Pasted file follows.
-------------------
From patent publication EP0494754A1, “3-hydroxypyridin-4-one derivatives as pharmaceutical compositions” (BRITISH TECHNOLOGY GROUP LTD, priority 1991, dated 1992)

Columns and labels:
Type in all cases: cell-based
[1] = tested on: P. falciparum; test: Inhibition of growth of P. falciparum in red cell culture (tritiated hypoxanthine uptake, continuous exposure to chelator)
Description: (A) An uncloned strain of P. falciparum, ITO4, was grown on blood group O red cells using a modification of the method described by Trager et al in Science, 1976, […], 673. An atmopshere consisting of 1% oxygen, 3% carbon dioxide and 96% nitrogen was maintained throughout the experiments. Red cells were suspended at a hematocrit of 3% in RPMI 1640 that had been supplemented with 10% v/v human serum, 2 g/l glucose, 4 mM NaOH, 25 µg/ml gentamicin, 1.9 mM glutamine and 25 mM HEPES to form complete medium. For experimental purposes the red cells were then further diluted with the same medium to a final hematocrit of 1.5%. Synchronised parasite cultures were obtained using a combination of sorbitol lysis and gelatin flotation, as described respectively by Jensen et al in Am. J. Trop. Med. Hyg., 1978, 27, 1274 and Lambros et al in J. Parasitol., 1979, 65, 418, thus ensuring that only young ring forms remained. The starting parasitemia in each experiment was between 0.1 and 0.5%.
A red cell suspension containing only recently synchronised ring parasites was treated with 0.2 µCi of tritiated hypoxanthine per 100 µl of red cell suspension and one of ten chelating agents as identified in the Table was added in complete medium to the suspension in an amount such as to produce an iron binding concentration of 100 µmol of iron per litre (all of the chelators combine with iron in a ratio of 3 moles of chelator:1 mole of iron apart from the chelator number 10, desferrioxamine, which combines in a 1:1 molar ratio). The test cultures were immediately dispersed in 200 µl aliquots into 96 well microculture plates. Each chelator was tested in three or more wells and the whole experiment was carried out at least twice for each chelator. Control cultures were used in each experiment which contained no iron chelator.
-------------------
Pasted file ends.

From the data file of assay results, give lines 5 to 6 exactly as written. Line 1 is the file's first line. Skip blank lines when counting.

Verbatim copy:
Description: (A) An uncloned strain of P. falciparum, ITO4, was grown on blood group O red cells using a modification of the method described by Trager et al in Science, 1976, […], 673. An atmopshere consisting of 1% oxygen, 3% carbon dioxide and 96% nitrogen was maintained throughout the experiments. Red cells were suspended at a hematocrit of 3% in RPMI 1640 that had been supplemented with 10% v/v human serum, 2 g/l glucose, 4 mM NaOH, 25 µg/ml gentamicin, 1.9 mM glutamine and 25 mM HEPES to form complete medium. For experimental purposes the red cells were then further diluted with the same medium to a final hematocrit of 1.5%. Synchronised parasite cultures were obtained using a combination of sorbitol lysis and gelatin flotation, as described respectively by Jensen et al in Am. J. Trop. Med. Hyg., 1978, 27, 1274 and Lambros et al in J. Parasitol., 1979, 65, 418, thus ensuring that only young ring forms remained. The starting parasitemia in each experiment was between 0.1 and 0.5%.
A red cell suspension containing only recently synchronised ring parasites was treated with 0.2 µCi of tritiated hypoxanthine per 100 µl of red cell suspension and one of ten chelating agents as identified in the Table was added in complete medium to the suspension in an amount such as to produce an iron binding concentration of 100 µmol of iron per litre (all of the chelators combine with iron in a ratio of 3 moles of chelator:1 mole of iron apart from the chelator number 10, desferrioxamine, which combines in a 1:1 molar ratio). The test cultures were immediately dispersed in 200 µl aliquots into 96 well microculture plates. Each chelator was tested in three or more wells and the whole experiment was carried out at least twice for each chelator. Control cultures were used in each experiment which contained no iron chelator.